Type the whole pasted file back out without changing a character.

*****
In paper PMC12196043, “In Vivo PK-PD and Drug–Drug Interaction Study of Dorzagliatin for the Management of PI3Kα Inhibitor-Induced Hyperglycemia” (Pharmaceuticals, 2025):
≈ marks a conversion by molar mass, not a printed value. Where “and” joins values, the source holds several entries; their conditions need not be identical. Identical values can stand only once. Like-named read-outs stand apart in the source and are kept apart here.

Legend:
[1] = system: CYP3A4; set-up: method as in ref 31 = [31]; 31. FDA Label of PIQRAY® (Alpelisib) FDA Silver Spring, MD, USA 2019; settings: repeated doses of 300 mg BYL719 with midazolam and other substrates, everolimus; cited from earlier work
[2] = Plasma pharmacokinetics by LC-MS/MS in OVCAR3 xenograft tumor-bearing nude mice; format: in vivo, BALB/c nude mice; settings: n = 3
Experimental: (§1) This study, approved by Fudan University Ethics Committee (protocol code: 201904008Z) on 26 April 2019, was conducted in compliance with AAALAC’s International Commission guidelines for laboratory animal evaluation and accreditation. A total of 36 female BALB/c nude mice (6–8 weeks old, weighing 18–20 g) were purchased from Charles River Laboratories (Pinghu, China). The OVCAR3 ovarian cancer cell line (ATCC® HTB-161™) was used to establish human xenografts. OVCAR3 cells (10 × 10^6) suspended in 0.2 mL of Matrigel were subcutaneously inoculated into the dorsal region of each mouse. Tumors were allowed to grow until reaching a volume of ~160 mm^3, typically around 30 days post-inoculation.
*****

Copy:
In paper PMC12196043, “In Vivo PK-PD and Drug–Drug Interaction Study of Dorzagliatin for the Management of PI3Kα Inhibitor-Induced Hyperglycemia” (Pharmaceuticals, 2025):
≈ marks a conversion by molar mass, not a printed value. Where “and” joins values, the source holds several entries; their conditions need not be identical. Identical values can stand only once. Like-named read-outs stand apart in the source and are kept apart here.

Legend:
[1] = system: CYP3A4; set-up: method as in ref 31 = [31]; 31. FDA Label of PIQRAY® (Alpelisib) FDA Silver Spring, MD, USA 2019; settings: repeated doses of 300 mg BYL719 with midazolam and other substrates, everolimus; cited from earlier work
[2] = Plasma pharmacokinetics by LC-MS/MS in OVCAR3 xenograft tumor-bearing nude mice; format: in vivo, BALB/c nude mice; settings: n = 3
Experimental: (§1) This study, approved by Fudan University Ethics Committee (protocol code: 201904008Z) on 26 April 2019, was conducted in compliance with AAALAC’s International Commission guidelines for laboratory animal evaluation and accreditation. A total of 36 female BALB/c nude mice (6–8 weeks old, weighing 18–20 g) were purchased from Charles River Laboratories (Pinghu, China). The OVCAR3 ovarian cancer cell line (ATCC® HTB-161™) was used to establish human xenografts. OVCAR3 cells (10 × 10^6) suspended in 0.2 mL of Matrigel were subcutaneously inoculated into the dorsal region of each mouse. Tumors were allowed to grow until reaching a volume of ~160 mm^3, typically around 30 days post-inoculation.